Time for some basic network diagnostics:
Start with the computer unplugged, go to Network and Sharing Center and get to the adapter properties for your ethernet/wifi adapter. On status, note the IP address (IPv4). Windows has one it uses when it hasn’t been given one, just keep that in mind for now. Mine comes up as 169.254.94.92 when disconnected.
Connect wifi / cable and give it a minute for the router to assign an IP address.
Check the IP again. Typical internal IPs are 192.168.X.X series, or 10.0.X.X series.
Have one of those? Router function is OK, on to the modem.
Still have that windows default IP? Router side isn’t doing it’s job, I’d look up how to factory reset it.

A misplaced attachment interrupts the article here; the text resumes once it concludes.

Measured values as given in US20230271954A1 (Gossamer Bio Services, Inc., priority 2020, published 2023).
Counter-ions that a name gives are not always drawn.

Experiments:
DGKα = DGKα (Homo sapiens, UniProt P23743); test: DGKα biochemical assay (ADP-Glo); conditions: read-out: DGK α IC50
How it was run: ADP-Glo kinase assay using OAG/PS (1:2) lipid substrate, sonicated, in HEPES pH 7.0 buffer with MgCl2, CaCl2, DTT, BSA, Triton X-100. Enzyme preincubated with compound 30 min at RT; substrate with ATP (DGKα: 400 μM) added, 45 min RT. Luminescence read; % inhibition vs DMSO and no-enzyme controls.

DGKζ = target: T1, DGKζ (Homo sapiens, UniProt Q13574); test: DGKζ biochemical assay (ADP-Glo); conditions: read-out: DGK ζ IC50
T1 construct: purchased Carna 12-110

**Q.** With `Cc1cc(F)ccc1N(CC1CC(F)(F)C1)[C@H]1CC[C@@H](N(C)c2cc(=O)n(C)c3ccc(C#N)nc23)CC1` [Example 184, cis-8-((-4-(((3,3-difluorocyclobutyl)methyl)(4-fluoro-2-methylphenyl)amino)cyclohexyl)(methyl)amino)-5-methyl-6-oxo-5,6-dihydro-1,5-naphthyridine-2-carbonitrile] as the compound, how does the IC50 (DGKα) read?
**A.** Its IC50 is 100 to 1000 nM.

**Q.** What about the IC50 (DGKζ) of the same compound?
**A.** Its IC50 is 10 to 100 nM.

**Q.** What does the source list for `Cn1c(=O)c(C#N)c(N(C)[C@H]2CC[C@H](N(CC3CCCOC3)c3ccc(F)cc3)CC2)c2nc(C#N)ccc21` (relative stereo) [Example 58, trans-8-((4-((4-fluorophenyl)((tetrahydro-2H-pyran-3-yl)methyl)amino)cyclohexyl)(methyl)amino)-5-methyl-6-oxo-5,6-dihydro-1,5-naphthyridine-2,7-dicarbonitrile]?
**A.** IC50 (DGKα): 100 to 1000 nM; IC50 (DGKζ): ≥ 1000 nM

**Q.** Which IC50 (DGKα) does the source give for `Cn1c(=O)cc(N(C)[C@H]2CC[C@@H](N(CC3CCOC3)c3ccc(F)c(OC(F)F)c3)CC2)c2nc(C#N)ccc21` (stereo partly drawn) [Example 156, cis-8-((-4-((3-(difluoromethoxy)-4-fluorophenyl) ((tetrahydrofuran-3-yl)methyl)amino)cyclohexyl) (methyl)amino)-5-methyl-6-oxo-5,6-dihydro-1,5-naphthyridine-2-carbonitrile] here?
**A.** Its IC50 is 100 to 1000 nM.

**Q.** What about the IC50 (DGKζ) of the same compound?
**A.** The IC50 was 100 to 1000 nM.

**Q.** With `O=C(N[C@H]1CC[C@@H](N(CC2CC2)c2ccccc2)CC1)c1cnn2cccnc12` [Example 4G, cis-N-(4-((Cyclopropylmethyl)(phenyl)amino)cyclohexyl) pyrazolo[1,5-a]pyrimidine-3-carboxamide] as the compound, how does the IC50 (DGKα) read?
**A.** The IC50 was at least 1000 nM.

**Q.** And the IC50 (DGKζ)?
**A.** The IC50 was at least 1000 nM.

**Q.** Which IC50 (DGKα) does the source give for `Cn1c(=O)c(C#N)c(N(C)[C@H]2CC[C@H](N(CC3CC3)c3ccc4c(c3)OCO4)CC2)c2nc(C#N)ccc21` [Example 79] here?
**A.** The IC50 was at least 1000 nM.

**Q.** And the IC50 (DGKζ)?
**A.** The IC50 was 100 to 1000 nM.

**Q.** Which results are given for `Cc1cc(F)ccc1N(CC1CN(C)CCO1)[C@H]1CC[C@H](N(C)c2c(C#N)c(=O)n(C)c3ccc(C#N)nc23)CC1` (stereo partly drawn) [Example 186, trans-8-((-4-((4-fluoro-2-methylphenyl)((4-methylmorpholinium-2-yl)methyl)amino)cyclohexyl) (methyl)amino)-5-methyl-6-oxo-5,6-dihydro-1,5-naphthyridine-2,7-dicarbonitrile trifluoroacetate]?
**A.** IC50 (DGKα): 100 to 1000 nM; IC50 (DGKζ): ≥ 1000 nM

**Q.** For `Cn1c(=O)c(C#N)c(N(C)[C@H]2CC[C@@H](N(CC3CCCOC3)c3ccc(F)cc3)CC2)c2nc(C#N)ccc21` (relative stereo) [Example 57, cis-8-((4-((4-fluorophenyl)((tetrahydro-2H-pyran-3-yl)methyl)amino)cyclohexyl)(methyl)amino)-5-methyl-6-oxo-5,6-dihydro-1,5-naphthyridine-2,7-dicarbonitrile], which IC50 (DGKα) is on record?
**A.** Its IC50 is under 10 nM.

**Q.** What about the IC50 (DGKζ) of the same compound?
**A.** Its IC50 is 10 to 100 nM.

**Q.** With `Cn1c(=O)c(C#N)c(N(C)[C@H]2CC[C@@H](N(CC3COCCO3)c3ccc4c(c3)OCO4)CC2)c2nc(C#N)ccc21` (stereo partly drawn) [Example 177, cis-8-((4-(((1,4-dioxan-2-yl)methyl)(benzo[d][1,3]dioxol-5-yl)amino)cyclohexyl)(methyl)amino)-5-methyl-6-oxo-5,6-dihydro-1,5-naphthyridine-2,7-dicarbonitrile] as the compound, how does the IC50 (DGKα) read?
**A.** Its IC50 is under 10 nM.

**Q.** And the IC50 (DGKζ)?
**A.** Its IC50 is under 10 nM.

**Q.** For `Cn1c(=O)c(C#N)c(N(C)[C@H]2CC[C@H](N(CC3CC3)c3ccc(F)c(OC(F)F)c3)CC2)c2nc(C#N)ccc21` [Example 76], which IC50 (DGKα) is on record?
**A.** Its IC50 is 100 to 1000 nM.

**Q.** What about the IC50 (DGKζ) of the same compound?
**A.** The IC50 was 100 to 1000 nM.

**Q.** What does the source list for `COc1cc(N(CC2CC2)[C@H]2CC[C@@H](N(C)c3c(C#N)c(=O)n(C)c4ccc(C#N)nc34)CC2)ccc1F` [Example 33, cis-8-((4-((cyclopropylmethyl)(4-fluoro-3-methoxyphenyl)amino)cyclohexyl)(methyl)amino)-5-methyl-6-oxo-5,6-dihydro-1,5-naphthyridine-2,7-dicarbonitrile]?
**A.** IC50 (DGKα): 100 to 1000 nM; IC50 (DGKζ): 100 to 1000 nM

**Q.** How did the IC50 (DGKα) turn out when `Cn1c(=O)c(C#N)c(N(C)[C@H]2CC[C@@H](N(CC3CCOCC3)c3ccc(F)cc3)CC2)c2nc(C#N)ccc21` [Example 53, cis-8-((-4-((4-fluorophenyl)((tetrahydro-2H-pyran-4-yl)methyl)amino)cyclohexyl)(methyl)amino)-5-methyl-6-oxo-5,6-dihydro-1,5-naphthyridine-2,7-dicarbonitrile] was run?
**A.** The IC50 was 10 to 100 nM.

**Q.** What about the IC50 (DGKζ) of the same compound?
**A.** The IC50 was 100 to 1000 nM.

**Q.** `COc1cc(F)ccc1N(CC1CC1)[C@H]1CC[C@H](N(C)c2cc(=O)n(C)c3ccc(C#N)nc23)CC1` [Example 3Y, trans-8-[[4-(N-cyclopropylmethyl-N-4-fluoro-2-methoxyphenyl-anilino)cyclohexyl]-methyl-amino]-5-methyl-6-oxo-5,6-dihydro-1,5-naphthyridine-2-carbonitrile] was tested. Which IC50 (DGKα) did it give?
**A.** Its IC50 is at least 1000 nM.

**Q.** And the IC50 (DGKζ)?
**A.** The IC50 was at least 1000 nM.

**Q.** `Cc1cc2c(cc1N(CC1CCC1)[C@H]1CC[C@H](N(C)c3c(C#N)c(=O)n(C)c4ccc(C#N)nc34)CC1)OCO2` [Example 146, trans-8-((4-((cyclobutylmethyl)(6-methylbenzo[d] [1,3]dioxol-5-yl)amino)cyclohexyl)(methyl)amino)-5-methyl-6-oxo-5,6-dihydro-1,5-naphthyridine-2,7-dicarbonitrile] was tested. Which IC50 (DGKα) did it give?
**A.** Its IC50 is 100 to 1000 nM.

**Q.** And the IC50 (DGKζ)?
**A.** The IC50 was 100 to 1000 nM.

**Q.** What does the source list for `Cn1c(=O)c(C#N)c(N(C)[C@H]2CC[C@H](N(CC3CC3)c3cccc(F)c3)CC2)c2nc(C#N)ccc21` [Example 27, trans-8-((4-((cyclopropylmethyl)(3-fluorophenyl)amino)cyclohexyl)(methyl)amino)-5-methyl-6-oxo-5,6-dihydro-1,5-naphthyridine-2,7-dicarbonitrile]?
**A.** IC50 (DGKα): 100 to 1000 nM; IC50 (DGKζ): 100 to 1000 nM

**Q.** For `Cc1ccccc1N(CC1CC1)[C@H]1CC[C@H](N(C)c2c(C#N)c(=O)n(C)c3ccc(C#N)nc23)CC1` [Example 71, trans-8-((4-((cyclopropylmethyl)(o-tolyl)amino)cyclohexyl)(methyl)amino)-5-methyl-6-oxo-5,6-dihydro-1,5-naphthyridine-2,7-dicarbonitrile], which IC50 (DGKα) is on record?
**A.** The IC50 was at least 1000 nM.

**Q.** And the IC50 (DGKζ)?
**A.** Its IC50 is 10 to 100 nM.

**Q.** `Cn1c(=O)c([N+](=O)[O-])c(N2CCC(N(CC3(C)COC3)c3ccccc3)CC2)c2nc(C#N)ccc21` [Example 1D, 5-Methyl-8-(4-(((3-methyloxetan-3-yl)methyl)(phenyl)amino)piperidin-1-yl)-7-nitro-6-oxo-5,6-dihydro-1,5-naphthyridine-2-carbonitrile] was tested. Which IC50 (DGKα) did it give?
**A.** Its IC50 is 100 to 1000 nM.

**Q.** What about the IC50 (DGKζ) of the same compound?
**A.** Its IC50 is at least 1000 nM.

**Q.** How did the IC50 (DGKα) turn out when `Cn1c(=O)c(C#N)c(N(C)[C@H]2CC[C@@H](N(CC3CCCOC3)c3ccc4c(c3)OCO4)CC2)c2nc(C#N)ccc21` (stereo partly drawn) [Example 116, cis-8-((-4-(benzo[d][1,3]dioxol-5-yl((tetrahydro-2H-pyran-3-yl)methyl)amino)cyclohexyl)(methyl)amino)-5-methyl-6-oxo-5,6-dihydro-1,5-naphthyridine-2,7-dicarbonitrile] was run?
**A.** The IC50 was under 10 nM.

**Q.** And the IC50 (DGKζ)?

Okay, so let’s assume the router side works - you have an IP address.
Let’s try to log in to the router. If you have a 192.168 series IP - check the third digit group. Is it a one or a zero? Note that. Now, change the fourth group to 1.
IE: 192.168.1.1 or 192.168.0.1
Throw that in the browser ex: http:// 192.168.1.1 (omit the space)
All going well - this is the router login screen. You may have a password, maybe it’s taped on the bottom, maybe you need to look up the password like this: Provider Modem Model Password in google.
If you can log in, look for a WAN or “Public” IP address. This is you address to the outside word. If you got one - it’s at least connecting. You can try to factory reset it, just in case. If not, you have bigger problems - time for tech support.
If you do log in to the modem, sometimes you can dig around and find signal levels. Mention those when talking with the techs, they may be able to use that to find which section of cable is bad by checking signal levels at each junction between you and them. Had that done before!